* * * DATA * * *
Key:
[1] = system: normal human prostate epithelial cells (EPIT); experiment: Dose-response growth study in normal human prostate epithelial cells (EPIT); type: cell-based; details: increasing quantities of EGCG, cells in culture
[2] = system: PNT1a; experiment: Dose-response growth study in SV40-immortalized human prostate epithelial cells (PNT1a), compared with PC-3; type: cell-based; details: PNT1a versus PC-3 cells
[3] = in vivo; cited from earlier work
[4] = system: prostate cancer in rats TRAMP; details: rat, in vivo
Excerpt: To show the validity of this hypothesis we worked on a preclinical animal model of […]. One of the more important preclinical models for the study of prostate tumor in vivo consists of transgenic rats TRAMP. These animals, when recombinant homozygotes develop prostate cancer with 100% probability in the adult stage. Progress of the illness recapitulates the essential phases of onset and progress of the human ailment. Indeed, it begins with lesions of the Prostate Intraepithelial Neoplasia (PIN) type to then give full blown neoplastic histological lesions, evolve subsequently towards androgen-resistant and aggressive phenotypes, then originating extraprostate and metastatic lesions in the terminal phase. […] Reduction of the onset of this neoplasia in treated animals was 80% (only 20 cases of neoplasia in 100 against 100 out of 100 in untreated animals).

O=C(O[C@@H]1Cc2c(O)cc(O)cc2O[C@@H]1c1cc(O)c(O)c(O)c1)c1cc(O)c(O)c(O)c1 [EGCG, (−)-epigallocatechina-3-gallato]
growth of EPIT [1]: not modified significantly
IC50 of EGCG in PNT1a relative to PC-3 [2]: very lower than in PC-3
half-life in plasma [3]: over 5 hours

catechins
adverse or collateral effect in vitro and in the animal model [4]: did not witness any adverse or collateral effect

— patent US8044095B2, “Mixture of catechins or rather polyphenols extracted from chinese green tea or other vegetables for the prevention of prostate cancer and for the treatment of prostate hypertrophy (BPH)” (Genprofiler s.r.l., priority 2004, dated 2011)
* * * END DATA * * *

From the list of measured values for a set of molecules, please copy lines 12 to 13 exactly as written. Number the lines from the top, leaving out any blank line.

adverse or collateral effect in vitro and in the animal model [4]: did not witness any adverse or collateral effect

— patent US8044095B2, “Mixture of catechins or rather polyphenols extracted from chinese green tea or other vegetables for the prevention of prostate cancer and for the treatment of prostate hypertrophy (BPH)” (Genprofiler s.r.l., priority 2004, dated 2011)